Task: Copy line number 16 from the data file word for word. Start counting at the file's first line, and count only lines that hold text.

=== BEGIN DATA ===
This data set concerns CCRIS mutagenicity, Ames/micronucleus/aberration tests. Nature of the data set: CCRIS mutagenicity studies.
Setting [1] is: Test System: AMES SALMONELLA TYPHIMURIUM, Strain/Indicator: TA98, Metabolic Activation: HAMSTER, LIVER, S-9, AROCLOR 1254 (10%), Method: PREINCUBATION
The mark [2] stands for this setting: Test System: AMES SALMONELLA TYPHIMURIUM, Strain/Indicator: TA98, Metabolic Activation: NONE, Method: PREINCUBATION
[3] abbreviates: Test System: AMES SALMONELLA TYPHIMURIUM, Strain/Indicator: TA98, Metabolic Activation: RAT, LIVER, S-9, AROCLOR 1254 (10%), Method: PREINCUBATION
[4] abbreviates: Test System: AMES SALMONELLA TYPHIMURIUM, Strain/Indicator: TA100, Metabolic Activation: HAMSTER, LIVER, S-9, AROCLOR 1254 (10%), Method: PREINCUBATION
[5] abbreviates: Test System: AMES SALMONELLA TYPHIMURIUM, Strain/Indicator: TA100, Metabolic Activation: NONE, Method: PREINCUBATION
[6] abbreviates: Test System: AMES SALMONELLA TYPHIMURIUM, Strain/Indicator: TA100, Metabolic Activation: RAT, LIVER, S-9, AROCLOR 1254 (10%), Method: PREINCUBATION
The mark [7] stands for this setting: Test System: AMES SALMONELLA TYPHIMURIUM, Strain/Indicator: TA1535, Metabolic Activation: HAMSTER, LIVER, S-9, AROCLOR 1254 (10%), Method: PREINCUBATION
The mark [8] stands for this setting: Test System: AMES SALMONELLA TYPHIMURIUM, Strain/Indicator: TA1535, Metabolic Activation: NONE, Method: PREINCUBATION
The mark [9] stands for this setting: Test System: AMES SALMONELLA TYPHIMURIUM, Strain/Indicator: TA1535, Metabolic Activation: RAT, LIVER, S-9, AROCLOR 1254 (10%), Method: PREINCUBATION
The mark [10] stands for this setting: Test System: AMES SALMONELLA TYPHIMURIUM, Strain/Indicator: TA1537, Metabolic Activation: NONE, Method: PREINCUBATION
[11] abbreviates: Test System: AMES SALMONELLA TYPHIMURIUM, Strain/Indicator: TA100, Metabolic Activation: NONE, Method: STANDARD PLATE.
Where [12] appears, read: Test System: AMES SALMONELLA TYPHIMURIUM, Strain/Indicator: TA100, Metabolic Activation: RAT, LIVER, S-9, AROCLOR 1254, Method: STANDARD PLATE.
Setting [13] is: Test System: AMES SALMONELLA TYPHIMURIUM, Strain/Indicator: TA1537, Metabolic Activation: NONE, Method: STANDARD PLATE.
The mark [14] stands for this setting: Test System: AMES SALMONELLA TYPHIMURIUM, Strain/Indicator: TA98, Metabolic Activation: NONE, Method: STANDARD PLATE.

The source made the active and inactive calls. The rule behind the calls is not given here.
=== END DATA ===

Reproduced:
The source made the active and inactive calls. The rule behind the calls is not given here.